In the short time span of 3 minutes, the scenes in the animation repeatedly transition into various, abnormal situations causing viewers to be unsettled. The viewers thinks they are watching the film, but they are simply viewing it; unable to predict even the series of events occurring in the next second.
“At the beginning, there is no assumption
There is no score, everything begins randomly from a single point
Like the butterfly effect, a chain reaction moves the animation forward”
03. Butterfly Effect
A commonality in many of Wang Haiyang’s animated films is the use of the butterfly effect created through limitless streams of consciousness and free associations. Regardless of which animated film, from Wall Dust to Freud, Fish, and Butterfly and Double Fikret, Wang Haiyang employs symbolism to challenge traditional views on gender, psychology, and religion.
On the one hand, these works are a reflection of the artist’s own subconscious mind and psychology. On the other hand, the influence from artists such as Salvador Dali or screenwriter Terry Gilliam is undeniable. Wang Haiyang’s animated films have clear connections with the perplexing imagery presented in Salvador Dali’s The Transparent Simulacrum of the Feigned Image and Dali’s Lobster Telephone. Similarly, parts of the animation have connections with Terry Gilliam’s films. Speaking of Terry Gilliam, he is the director of films such as 12 Monkeys and the 1960’s British sitcom, We have Ways of Making You Laugh.
In an underground New York film that Gilliam watched, an image of Nixon’s head appears with a foot stuffed in his mouth preventing him from speaking. Gilliam, inspired by the film, a pair of scissors, and ancient cards, formulated his own stream-of-consciousness style. Like a roughly created flip-book, Wang Haiyang also employs a similar technique of stream of consciousness to create his animated film Double Fikret.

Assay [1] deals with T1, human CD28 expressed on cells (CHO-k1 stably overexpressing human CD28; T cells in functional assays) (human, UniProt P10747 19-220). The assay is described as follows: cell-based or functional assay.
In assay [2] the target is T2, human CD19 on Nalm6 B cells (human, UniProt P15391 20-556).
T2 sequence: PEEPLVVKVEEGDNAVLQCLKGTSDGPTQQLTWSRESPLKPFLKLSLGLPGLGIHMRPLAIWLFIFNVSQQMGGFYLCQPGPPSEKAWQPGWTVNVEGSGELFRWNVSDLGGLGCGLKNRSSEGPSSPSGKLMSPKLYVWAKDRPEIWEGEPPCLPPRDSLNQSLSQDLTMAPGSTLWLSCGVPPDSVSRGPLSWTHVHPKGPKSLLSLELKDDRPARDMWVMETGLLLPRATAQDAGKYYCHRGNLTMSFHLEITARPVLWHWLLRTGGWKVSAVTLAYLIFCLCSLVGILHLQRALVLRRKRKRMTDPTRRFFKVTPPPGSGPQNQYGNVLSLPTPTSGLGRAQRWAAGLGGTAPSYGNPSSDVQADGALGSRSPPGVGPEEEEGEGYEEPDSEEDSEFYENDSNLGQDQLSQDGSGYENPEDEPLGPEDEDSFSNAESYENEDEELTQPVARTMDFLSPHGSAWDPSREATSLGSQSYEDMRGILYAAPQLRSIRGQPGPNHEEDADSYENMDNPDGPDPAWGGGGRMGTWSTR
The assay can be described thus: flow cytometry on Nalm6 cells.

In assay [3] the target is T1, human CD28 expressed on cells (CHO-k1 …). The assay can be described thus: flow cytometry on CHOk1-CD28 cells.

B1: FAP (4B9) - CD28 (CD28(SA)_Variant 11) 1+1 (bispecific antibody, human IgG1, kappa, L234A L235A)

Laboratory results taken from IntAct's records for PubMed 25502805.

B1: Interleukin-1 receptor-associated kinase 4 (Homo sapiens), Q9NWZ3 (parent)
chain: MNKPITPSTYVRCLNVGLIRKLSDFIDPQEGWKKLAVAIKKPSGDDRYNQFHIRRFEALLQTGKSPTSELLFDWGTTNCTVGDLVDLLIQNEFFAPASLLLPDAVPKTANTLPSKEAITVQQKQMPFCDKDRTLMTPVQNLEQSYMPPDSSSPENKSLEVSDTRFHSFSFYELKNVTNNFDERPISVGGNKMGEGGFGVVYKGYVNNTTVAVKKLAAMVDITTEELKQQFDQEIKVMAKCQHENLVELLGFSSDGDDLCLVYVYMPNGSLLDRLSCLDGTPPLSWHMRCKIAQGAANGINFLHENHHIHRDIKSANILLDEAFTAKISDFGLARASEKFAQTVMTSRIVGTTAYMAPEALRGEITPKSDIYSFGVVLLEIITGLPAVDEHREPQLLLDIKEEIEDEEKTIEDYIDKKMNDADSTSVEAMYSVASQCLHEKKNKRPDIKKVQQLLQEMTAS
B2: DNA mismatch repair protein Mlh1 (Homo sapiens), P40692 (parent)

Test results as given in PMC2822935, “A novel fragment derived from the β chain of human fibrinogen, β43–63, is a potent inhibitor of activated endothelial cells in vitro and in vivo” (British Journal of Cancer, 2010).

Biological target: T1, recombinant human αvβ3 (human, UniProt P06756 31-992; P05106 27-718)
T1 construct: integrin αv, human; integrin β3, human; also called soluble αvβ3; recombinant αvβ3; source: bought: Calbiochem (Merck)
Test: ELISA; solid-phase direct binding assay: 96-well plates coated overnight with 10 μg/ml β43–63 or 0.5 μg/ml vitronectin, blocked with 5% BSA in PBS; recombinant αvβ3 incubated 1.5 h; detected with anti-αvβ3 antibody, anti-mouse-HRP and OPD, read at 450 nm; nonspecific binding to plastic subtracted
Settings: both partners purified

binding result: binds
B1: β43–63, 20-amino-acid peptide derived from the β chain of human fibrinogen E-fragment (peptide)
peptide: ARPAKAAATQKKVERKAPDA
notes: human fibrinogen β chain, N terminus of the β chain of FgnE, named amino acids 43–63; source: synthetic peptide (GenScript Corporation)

There is no story background, numerous organic and inorganic matter interact randomly with each other. At the same time, it records a piece of Wang Haiyang’s thoughts.
Returning to Wang Haiyang’s relationship to religion, he was inspired by Mandala sand paintings in the creation of Double Fikret. In Tibetan Buddhism, monks spend considerable lengths of time to create mandalas using thousands of colors of naturally colored sand. Ultimately, the mandala is reduced by hand into a pile of sand and returned to the river.
Wang Haiyang uses colored chalk to draw on sandpaper with each image being photographically recorded. Afterwards, the drawing is erased and the process repeats itself. The process for creating Double Fikret took a total of more than 1000 hours spent over the course of a year. All the images are drawn on several pieces of sandpaper.
Similar to the process in creating Mandala sand paintings, the process for creating Double Fikret took many different iterations. Perhaps creating the work is a form of Wang Haiyang’s own spiritual practice.
In the five precepts of Tibetan Buddhism, pigeons, snakes, and pigs sharing the same mouth and tail are used to represent the entanglement of greed, sorrow, and ignorance. Without practice, nirvana is impossible to obtain. In the same sense, perhaps the imagery of being swallowed and reincarnated is a symbol of the wheel of life.